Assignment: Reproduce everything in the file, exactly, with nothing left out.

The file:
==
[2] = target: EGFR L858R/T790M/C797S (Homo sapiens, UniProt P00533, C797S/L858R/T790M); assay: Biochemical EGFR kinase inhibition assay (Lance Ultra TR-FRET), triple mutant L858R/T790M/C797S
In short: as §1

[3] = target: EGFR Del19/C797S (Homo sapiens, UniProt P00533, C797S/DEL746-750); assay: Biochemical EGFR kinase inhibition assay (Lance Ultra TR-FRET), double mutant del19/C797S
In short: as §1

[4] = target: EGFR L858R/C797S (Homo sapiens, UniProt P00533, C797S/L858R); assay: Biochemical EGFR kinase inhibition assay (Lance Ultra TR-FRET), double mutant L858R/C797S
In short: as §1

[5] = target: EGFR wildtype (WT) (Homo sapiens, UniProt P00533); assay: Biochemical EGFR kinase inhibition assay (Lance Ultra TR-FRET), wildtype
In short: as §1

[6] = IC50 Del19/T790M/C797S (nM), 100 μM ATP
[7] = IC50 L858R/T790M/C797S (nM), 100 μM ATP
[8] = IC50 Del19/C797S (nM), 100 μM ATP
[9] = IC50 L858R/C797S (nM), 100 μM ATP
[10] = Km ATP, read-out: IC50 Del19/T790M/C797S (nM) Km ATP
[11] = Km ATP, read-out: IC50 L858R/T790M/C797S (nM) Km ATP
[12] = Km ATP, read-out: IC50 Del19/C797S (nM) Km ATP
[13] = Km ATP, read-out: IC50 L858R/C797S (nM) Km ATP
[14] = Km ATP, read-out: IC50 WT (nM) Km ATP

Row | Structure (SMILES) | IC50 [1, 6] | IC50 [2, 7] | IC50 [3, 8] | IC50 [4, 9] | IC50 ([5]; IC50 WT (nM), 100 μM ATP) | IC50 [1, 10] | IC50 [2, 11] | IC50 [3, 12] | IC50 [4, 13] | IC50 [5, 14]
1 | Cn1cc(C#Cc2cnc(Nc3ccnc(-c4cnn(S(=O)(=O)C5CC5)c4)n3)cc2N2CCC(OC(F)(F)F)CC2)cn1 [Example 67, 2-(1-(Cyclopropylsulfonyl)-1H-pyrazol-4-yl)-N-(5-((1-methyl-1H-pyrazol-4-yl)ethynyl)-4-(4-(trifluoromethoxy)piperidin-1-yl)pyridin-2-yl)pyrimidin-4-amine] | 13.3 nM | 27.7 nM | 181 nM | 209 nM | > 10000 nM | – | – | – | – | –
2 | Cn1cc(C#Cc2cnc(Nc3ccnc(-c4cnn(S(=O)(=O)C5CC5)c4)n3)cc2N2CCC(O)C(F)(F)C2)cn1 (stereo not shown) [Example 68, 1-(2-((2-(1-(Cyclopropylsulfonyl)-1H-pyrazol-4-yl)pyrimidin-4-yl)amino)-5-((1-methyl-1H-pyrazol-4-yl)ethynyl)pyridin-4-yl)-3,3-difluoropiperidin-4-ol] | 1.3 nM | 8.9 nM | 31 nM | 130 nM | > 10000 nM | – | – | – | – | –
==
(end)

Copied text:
[2] = target: EGFR L858R/T790M/C797S (Homo sapiens, UniProt P00533, C797S/L858R/T790M); assay: Biochemical EGFR kinase inhibition assay (Lance Ultra TR-FRET), triple mutant L858R/T790M/C797S
In short: as §1

[3] = target: EGFR Del19/C797S (Homo sapiens, UniProt P00533, C797S/DEL746-750); assay: Biochemical EGFR kinase inhibition assay (Lance Ultra TR-FRET), double mutant del19/C797S
In short: as §1

[4] = target: EGFR L858R/C797S (Homo sapiens, UniProt P00533, C797S/L858R); assay: Biochemical EGFR kinase inhibition assay (Lance Ultra TR-FRET), double mutant L858R/C797S
In short: as §1

[5] = target: EGFR wildtype (WT) (Homo sapiens, UniProt P00533); assay: Biochemical EGFR kinase inhibition assay (Lance Ultra TR-FRET), wildtype
In short: as §1

[6] = IC50 Del19/T790M/C797S (nM), 100 μM ATP
[7] = IC50 L858R/T790M/C797S (nM), 100 μM ATP
[8] = IC50 Del19/C797S (nM), 100 μM ATP
[9] = IC50 L858R/C797S (nM), 100 μM ATP
[10] = Km ATP, read-out: IC50 Del19/T790M/C797S (nM) Km ATP
[11] = Km ATP, read-out: IC50 L858R/T790M/C797S (nM) Km ATP
[12] = Km ATP, read-out: IC50 Del19/C797S (nM) Km ATP
[13] = Km ATP, read-out: IC50 L858R/C797S (nM) Km ATP
[14] = Km ATP, read-out: IC50 WT (nM) Km ATP

Row | Structure (SMILES) | IC50 [1, 6] | IC50 [2, 7] | IC50 [3, 8] | IC50 [4, 9] | IC50 ([5]; IC50 WT (nM), 100 μM ATP) | IC50 [1, 10] | IC50 [2, 11] | IC50 [3, 12] | IC50 [4, 13] | IC50 [5, 14]
1 | Cn1cc(C#Cc2cnc(Nc3ccnc(-c4cnn(S(=O)(=O)C5CC5)c4)n3)cc2N2CCC(OC(F)(F)F)CC2)cn1 [Example 67, 2-(1-(Cyclopropylsulfonyl)-1H-pyrazol-4-yl)-N-(5-((1-methyl-1H-pyrazol-4-yl)ethynyl)-4-(4-(trifluoromethoxy)piperidin-1-yl)pyridin-2-yl)pyrimidin-4-amine] | 13.3 nM | 27.7 nM | 181 nM | 209 nM | > 10000 nM | – | – | – | – | –
2 | Cn1cc(C#Cc2cnc(Nc3ccnc(-c4cnn(S(=O)(=O)C5CC5)c4)n3)cc2N2CCC(O)C(F)(F)C2)cn1 (stereo not shown) [Example 68, 1-(2-((2-(1-(Cyclopropylsulfonyl)-1H-pyrazol-4-yl)pyrimidin-4-yl)amino)-5-((1-methyl-1H-pyrazol-4-yl)ethynyl)pyridin-4-yl)-3,3-difluoropiperidin-4-ol] | 1.3 nM | 8.9 nM | 31 nM | 130 nM | > 10000 nM | – | – | – | – | –